Border Prey (Rachel Porter Mystery Series #4)

Border Prey (Rachel Porter Mystery Series #4)

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Overview

Even Murder Is Bigger In Texas

Primates are being smuggled over the Mexican border, and U.S. Fish and Wildlife Agent Racheal Porter has a hot tip that they're hidden somewhere on the Happy Hunting Ranch. Bad enough that the game ranch provides rare antelopes, Indian deer, and African oryx for the rich to hunt. Now Rachel's sure the hidden illegal chimps are being used for a far more nefarious purpose than exotic target practice.

But when a smuggler is murdered minutes before Rachel can get his insider information, and a mysterious thug comes gunning for her after she unearths enemy territory. For on the border, where coyotes roam and mountain lions prowl, the rule is kill or be killed, and Rachel's no longer a hunter-now she's become the prey.

Product Details

ISBN-13: 9780380810406
Publisher: HarperCollins Publishers
Publication date: 06/28/2000
Series: Rachel Porter Mystery Series , #4
Pages: 288
Product dimensions: 4.18(w) x 6.75(h) x 0.72(d)

About the Author

A freelance journalist specializing in wildlife enforcement issues, Jessica Speart has been published in the New York Times Sunday Magazine, OMNI, Travel & Leisure, Audubon, and many other publications. She is the author of several mysteries and lives in Connecticut.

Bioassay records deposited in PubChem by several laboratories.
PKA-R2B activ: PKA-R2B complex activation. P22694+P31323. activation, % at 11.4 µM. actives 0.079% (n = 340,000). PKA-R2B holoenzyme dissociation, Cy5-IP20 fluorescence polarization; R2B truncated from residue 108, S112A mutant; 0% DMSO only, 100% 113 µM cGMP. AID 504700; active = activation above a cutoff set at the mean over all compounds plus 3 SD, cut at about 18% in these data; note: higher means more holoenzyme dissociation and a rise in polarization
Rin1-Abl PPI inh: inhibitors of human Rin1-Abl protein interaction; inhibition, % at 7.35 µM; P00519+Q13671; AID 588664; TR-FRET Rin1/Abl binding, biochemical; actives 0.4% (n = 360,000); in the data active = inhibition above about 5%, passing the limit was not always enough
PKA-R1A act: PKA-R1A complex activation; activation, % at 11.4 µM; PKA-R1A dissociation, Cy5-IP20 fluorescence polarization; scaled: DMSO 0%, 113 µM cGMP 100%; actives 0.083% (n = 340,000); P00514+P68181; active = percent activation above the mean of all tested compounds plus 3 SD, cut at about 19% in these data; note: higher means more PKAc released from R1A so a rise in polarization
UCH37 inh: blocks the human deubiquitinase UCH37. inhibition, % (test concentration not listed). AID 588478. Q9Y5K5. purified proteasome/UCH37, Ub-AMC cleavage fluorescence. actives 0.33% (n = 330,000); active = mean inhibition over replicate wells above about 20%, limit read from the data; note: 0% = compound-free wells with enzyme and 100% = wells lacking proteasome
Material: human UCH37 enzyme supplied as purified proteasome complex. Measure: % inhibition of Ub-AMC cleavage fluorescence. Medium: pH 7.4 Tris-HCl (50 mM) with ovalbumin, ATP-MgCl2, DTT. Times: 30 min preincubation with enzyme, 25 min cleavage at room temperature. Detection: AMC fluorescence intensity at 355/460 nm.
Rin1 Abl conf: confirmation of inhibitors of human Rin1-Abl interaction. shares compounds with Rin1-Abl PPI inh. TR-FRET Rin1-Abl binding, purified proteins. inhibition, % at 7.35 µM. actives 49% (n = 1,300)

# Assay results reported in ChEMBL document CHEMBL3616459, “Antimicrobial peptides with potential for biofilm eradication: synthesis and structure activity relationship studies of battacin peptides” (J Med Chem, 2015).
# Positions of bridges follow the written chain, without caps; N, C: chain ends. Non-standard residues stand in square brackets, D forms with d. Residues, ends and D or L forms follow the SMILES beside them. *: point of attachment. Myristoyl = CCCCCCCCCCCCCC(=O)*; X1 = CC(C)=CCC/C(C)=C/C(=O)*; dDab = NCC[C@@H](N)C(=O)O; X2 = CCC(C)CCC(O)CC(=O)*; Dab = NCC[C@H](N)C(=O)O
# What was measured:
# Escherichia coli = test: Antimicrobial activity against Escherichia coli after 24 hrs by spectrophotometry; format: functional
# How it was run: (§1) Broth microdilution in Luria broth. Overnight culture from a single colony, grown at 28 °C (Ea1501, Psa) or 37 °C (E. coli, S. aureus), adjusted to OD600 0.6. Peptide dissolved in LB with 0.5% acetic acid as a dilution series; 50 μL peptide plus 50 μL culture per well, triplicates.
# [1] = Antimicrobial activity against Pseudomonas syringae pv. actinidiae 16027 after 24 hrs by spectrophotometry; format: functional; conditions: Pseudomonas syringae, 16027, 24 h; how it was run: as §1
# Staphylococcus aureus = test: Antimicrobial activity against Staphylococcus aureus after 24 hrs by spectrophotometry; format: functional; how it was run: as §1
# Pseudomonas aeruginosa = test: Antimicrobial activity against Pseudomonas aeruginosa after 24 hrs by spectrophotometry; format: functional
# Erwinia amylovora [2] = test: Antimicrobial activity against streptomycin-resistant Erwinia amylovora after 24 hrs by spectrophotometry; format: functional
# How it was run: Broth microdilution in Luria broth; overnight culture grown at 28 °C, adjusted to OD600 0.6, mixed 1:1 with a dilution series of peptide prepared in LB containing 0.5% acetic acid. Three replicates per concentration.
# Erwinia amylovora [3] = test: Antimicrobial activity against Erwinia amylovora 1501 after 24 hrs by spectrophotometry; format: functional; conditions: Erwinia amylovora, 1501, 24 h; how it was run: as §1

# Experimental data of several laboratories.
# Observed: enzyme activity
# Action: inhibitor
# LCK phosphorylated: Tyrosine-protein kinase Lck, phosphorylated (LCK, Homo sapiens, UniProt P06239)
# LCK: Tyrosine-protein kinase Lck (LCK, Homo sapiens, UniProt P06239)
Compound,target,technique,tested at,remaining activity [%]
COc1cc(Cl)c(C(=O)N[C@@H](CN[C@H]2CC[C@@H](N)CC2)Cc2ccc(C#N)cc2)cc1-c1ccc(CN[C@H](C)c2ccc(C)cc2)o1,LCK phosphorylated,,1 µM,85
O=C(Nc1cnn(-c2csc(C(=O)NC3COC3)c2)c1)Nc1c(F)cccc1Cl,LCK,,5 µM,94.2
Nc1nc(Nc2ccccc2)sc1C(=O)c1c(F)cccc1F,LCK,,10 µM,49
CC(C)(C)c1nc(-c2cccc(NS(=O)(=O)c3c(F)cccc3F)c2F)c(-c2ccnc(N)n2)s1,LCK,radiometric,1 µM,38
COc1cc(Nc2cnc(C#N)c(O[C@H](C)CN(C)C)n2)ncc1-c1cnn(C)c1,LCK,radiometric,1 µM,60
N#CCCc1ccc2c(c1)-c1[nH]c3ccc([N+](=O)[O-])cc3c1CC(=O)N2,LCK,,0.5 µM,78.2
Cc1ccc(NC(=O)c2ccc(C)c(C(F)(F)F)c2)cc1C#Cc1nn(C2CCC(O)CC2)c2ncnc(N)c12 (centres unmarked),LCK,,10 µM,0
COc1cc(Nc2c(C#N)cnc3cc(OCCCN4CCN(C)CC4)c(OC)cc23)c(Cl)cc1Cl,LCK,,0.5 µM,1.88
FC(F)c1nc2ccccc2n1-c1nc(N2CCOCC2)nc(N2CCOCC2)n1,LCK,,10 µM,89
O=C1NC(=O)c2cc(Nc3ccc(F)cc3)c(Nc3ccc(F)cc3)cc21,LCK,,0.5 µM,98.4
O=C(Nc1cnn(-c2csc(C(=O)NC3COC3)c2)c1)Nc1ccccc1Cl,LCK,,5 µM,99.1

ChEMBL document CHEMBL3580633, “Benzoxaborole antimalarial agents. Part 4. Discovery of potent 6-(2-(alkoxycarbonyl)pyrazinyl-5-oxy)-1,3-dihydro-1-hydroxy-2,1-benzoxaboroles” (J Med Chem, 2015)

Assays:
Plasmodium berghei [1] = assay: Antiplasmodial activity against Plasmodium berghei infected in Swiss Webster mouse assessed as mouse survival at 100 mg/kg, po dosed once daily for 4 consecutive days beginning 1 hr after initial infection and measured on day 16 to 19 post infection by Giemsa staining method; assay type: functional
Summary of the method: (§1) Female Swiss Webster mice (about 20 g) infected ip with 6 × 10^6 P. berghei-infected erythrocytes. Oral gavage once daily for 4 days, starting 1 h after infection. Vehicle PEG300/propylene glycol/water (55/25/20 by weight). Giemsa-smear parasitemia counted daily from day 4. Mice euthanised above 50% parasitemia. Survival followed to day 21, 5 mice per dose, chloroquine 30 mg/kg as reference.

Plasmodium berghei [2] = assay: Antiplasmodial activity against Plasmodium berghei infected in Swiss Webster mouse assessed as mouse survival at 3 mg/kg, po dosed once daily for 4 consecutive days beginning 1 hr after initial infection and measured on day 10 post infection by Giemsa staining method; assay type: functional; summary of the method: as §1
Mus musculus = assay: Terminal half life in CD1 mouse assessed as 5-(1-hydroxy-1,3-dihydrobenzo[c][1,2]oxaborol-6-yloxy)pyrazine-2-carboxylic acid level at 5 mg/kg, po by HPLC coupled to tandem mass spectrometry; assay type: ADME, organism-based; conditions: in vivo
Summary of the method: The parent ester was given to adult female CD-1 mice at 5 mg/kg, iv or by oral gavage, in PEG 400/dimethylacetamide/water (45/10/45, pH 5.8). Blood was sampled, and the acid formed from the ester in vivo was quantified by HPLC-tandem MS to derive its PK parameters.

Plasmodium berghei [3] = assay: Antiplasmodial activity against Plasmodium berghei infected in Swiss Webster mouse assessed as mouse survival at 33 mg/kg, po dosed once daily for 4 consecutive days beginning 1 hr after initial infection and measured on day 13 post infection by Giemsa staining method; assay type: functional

Read an Excerpt

"I'm gonna let you in on something big, Porter. But you've gotta come out here now and see what's about to go down!"

The insistent whisper curled into my brain, gnawing like a rodent's incisors. Prying open an eye, I glanced at the clock. Five A.M. I'd been dreaming of Harrison Ford; my reality was Timmy Tom Tyler. I was tempted to hang up the phone and roll over, picking up where Harrison and I had left off.

"You're gonna owe me big time on this one." Then Tyler shrewdly dangled his bait. "Hell, this might even get you one of those cheap gold-plated stars."

Damn! Those were the magic words I couldn't resist. Harrison gave me an understanding "see ya later, kid," smile as I groaned. Timmy Tom was undoubtedly calling from some godforsaken place in the middle of nowhere. I was beginning to hate cell phones.

"Where are you?" I croaked. My tongue felt as fuzzy as a hair ball, coated with the residue of one too many frozen margaritas from last night. This was my newest approach to the "I-can't-believe-the-man-loved-left-me" remnants of a heartache.

"Just head out on the Anapra till you hit a dirt road after Marker 63, and hang a right. Don't worry, Porter.

You won't have any trouble finding me," Tyler declared mysteriously. The phone clicked dead.